4. Ray

    If somehow passports were branded with such salutations then we have indeed compromised the security of registrants far beyond necessity. This information can be scanned by individuals who have no privelege to inspect if used for normal identification. The executive and federal abuse of power is outright abhorring. This will make a traveler suspectible to extortion, bribery or blackmail upon arrival to intended destination leaving the United States open to lawsuits. It deserves clarification if it intends to target only registrants or sexual offenses regardless of lack of registry required or not. The transparency is only meant as targeting mechanism of a particular group and monitoring by a certain audience to deter the successful embarkment of a legally authorized expat. So if you systematically encroach on the employment and entreprenual aspect of ones prospects of income then you are thus complicit to violating an individual’s right to thrive, leaving the constitution to remain nothing but a dying sponge of sacredness.

    1. John

      Let your voice of opposition be heard. Call and email your House Rep! Cast your vote where the public can see and be educated on exactly how this bill does not accomplish what it intends and causes more harm to registered citizens.

      Vote and state your reasons here https://www.popvox.com/bills/us/114/hr515

  5. Mike

    This will not sound right I know. The whole registration issue has morphed from a desire to prevent the horrific crimes that created the desire to pass legislation to an ever increasing political movement to secure reelection for politicians using tax dollars. The efforts of the organizations are laudable but this recent law is just an example of how futile the effort is with regard to the legislative process. The comment that Bobby Jindal supposedly made a few years ago something like, “what else can we do to these sex offenders” just illustrates the mentality of politicians.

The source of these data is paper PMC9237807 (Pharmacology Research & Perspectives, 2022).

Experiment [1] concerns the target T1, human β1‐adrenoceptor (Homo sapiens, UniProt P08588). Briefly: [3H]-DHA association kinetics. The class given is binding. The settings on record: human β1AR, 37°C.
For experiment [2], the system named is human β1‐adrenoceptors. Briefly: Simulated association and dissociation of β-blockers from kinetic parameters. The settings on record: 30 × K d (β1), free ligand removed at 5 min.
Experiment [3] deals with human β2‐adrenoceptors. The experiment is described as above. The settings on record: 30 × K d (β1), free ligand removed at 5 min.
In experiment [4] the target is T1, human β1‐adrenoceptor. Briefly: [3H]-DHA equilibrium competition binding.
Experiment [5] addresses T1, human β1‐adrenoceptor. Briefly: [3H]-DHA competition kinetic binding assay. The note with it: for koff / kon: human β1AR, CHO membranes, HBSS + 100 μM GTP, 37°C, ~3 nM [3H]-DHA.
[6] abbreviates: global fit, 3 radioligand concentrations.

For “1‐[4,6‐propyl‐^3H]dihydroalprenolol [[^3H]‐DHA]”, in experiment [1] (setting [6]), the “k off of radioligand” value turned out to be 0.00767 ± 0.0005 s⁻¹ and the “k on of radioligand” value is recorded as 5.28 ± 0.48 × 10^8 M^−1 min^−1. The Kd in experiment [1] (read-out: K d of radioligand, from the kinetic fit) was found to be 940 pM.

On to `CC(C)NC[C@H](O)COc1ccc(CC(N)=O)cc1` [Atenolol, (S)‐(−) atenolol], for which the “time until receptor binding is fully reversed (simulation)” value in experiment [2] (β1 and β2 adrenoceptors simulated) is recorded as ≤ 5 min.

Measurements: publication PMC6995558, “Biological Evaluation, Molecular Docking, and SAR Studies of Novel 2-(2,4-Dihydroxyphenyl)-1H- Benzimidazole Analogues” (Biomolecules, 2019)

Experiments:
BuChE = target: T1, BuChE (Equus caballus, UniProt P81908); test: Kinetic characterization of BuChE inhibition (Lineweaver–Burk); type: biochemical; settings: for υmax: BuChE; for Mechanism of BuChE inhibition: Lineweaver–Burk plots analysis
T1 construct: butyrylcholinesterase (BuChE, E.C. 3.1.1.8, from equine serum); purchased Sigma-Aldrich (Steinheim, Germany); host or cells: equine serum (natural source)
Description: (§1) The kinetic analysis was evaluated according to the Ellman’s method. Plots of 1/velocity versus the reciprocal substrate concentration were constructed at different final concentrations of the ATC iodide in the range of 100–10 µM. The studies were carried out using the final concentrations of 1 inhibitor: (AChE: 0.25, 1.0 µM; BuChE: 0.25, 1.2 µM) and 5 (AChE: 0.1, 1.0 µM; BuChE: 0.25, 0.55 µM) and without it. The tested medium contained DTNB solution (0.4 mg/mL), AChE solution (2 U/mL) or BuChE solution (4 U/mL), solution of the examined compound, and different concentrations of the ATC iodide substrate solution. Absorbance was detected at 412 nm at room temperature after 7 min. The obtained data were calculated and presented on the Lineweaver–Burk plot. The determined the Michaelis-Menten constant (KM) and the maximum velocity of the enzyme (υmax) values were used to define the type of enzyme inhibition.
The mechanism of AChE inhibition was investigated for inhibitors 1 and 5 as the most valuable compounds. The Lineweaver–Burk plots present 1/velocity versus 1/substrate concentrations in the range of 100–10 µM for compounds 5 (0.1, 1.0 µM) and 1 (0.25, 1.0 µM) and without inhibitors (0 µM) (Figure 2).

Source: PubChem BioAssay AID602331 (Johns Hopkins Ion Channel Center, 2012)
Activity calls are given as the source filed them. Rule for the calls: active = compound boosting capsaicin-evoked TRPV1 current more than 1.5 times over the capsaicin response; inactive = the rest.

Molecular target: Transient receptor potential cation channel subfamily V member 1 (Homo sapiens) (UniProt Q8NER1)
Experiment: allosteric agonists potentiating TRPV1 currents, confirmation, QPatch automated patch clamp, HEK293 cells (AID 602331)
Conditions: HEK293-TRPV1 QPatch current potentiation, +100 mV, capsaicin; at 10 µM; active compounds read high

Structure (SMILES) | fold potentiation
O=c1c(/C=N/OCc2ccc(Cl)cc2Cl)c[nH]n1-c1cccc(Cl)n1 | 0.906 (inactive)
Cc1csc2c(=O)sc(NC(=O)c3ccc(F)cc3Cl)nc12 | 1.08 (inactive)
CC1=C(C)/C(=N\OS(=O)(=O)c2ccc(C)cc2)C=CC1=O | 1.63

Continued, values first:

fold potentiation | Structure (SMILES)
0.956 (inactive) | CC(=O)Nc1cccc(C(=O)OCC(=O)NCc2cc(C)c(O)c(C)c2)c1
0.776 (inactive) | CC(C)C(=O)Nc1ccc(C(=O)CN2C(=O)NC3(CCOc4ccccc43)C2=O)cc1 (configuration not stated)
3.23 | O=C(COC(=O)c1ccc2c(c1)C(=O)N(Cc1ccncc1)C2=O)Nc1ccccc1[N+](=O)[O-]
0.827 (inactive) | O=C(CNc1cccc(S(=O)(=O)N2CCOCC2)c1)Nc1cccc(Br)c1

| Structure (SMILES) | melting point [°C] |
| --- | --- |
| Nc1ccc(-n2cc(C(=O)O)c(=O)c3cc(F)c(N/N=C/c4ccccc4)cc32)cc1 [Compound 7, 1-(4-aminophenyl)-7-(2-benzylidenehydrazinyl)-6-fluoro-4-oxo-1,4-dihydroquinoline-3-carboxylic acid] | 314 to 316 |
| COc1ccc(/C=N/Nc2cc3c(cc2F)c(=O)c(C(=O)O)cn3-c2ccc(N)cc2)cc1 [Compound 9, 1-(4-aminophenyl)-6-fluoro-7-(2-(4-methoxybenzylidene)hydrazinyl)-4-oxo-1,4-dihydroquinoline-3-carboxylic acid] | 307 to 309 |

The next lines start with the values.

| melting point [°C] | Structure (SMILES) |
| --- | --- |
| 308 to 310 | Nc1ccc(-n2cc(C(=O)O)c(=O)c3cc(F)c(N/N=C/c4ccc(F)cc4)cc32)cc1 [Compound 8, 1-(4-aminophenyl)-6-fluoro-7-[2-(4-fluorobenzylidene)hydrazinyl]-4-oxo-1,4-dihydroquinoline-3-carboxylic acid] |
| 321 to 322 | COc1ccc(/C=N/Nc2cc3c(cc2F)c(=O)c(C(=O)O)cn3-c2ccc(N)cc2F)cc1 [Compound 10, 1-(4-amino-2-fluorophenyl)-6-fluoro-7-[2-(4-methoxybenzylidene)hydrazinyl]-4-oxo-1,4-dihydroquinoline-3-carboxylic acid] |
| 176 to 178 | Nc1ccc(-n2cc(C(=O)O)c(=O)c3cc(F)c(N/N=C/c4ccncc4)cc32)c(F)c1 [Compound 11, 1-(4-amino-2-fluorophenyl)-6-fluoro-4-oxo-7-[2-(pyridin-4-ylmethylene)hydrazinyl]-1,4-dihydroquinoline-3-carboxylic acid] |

Is there any data at all, to suggest that registrants are engaged in international travel to sexually abuse children? This is just ridiculous. I personally think that we are all just sheep, and we take whatever our government inflicts upon us. I wish that we would just target the registry itself in Federal court. In the 03 case, the Scotus decision was in part derived using faulty info. There is much more data to use now and the registry has led to almost unlivable conditions. How is the registry as now utilized not punishment? I wonder how many plea agreements would have been agreed upon by defendants had they known that the current registry is what they would be facing?
    Our country gives lip service to human rights and lectures the world while at the same time, executing citizens, some of whom have been innocent, torturing suspected terrorists, and oppressing registrants without any factual basis. What hypocrites!!

    1. David Kennerly

      Indeed, had I known, nearly three decades ago, that my plea agreement which, at that time, included “sex offender registration”, (which I was assured by my attorney would be a relatively painless, once-a-year obligation with no further encumbrances) would come at such a horrendous cost in social marginalization and incapacitation (and internal exile), I would definitely have gone to jury trial.

    2. Craig

      I agree Mike, when I took the plea I was told that when I got off probation ( by my attorney ) I would be free, many of these laws were not in place then. I agree that the registry or at least a good chance of deregistration should be in place instead of fighting all these new restrictions that are placed on us it seems yearly. When you are on probation or parole yes I get it, you have rules to follow but after that you should get your life back. I really do not see how our government, federal and state are allowed to keep doing this. I help with state groups and even RSOL and have for many years, but I just see more restrictions. WTH, everyone should get together and address the real issue, the registry.

  6. G.R.L.

    I just casted my vote to OPPOSE this stupid bill!

  7. JR

    I have decided that I am mailing my passport to Chris Smith’s office. He wants to control its use so greatly? He can have it.

    Chris Smith
    108 Lacey Rd,
    Whiting, NJ 08759
    (732) 350-2300